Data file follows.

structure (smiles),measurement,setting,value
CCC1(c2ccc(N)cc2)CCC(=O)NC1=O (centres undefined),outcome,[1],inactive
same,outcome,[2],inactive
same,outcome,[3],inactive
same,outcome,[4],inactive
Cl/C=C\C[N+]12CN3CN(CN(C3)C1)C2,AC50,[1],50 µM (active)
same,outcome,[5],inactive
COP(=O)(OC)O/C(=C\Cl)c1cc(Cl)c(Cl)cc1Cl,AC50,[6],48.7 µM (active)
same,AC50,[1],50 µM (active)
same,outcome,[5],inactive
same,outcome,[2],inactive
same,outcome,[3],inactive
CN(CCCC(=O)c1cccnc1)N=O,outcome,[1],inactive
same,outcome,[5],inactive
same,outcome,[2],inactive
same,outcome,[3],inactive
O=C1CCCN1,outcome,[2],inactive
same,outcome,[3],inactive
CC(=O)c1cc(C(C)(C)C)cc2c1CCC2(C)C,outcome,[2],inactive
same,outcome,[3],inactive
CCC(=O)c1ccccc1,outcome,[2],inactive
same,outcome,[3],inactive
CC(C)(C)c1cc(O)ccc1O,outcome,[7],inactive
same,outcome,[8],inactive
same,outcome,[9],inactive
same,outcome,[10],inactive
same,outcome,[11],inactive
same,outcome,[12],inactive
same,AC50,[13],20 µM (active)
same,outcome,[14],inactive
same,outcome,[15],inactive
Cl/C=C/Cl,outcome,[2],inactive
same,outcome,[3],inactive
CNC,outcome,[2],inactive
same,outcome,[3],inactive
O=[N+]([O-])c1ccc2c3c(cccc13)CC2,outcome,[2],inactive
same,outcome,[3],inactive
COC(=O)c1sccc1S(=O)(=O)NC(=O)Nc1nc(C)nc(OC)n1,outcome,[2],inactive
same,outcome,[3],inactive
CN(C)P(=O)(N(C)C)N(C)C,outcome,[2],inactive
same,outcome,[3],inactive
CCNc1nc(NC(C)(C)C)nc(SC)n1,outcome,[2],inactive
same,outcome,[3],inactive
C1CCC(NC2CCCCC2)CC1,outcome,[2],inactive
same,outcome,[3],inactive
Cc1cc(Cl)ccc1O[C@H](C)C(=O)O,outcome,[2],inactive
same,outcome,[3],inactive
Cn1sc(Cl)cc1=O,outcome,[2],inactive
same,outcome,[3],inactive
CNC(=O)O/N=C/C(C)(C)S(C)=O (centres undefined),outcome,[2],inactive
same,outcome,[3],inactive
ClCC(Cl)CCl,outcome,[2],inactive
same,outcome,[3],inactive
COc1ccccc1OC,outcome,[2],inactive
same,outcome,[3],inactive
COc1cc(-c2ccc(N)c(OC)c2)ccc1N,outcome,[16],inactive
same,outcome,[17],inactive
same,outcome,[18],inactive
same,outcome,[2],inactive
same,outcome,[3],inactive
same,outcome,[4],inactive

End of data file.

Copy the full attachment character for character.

structure (smiles),measurement,setting,value
CCC1(c2ccc(N)cc2)CCC(=O)NC1=O (centres undefined),outcome,[1],inactive
same,outcome,[2],inactive
same,outcome,[3],inactive
same,outcome,[4],inactive
Cl/C=C\C[N+]12CN3CN(CN(C3)C1)C2,AC50,[1],50 µM (active)
same,outcome,[5],inactive
COP(=O)(OC)O/C(=C\Cl)c1cc(Cl)c(Cl)cc1Cl,AC50,[6],48.7 µM (active)
same,AC50,[1],50 µM (active)
same,outcome,[5],inactive
same,outcome,[2],inactive
same,outcome,[3],inactive
CN(CCCC(=O)c1cccnc1)N=O,outcome,[1],inactive
same,outcome,[5],inactive
same,outcome,[2],inactive
same,outcome,[3],inactive
O=C1CCCN1,outcome,[2],inactive
same,outcome,[3],inactive
CC(=O)c1cc(C(C)(C)C)cc2c1CCC2(C)C,outcome,[2],inactive
same,outcome,[3],inactive
CCC(=O)c1ccccc1,outcome,[2],inactive
same,outcome,[3],inactive
CC(C)(C)c1cc(O)ccc1O,outcome,[7],inactive
same,outcome,[8],inactive
same,outcome,[9],inactive
same,outcome,[10],inactive
same,outcome,[11],inactive
same,outcome,[12],inactive
same,AC50,[13],20 µM (active)
same,outcome,[14],inactive
same,outcome,[15],inactive
Cl/C=C/Cl,outcome,[2],inactive
same,outcome,[3],inactive
CNC,outcome,[2],inactive
same,outcome,[3],inactive
O=[N+]([O-])c1ccc2c3c(cccc13)CC2,outcome,[2],inactive
same,outcome,[3],inactive
COC(=O)c1sccc1S(=O)(=O)NC(=O)Nc1nc(C)nc(OC)n1,outcome,[2],inactive
same,outcome,[3],inactive
CN(C)P(=O)(N(C)C)N(C)C,outcome,[2],inactive
same,outcome,[3],inactive
CCNc1nc(NC(C)(C)C)nc(SC)n1,outcome,[2],inactive
same,outcome,[3],inactive
C1CCC(NC2CCCCC2)CC1,outcome,[2],inactive
same,outcome,[3],inactive
Cc1cc(Cl)ccc1O[C@H](C)C(=O)O,outcome,[2],inactive
same,outcome,[3],inactive
Cn1sc(Cl)cc1=O,outcome,[2],inactive
same,outcome,[3],inactive
CNC(=O)O/N=C/C(C)(C)S(C)=O (centres undefined),outcome,[2],inactive
same,outcome,[3],inactive
ClCC(Cl)CCl,outcome,[2],inactive
same,outcome,[3],inactive
COc1ccccc1OC,outcome,[2],inactive
same,outcome,[3],inactive
COc1cc(-c2ccc(N)c(OC)c2)ccc1N,outcome,[16],inactive
same,outcome,[17],inactive
same,outcome,[18],inactive
same,outcome,[2],inactive
same,outcome,[3],inactive
same,outcome,[4],inactive